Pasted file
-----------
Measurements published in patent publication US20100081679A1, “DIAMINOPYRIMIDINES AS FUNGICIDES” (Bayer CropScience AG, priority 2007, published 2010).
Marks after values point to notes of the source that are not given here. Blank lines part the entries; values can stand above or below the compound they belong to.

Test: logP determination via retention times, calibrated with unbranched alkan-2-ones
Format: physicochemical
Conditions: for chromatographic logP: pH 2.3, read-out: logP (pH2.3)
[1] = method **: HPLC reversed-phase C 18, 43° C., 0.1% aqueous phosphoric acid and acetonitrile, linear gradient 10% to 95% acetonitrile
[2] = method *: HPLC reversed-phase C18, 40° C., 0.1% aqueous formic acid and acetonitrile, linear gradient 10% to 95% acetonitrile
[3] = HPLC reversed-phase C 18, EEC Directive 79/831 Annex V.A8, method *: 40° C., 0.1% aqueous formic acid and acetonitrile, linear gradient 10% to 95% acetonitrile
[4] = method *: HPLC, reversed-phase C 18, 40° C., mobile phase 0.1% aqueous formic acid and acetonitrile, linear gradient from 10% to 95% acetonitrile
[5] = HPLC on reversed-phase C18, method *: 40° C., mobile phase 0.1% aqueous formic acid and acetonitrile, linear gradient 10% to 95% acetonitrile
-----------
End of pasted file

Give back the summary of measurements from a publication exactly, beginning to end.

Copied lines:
Measurements published in patent publication US20100081679A1, “DIAMINOPYRIMIDINES AS FUNGICIDES” (Bayer CropScience AG, priority 2007, published 2010).
Marks after values point to notes of the source that are not given here. Blank lines part the entries; values can stand above or below the compound they belong to.

Test: logP determination via retention times, calibrated with unbranched alkan-2-ones
Format: physicochemical
Conditions: for chromatographic logP: pH 2.3, read-out: logP (pH2.3)
[1] = method **: HPLC reversed-phase C 18, 43° C., 0.1% aqueous phosphoric acid and acetonitrile, linear gradient 10% to 95% acetonitrile
[2] = method *: HPLC reversed-phase C18, 40° C., 0.1% aqueous formic acid and acetonitrile, linear gradient 10% to 95% acetonitrile
[3] = HPLC reversed-phase C 18, EEC Directive 79/831 Annex V.A8, method *: 40° C., 0.1% aqueous formic acid and acetonitrile, linear gradient 10% to 95% acetonitrile
[4] = method *: HPLC, reversed-phase C 18, 40° C., mobile phase 0.1% aqueous formic acid and acetonitrile, linear gradient from 10% to 95% acetonitrile
[5] = HPLC on reversed-phase C18, method *: 40° C., mobile phase 0.1% aqueous formic acid and acetonitrile, linear gradient 10% to 95% acetonitrile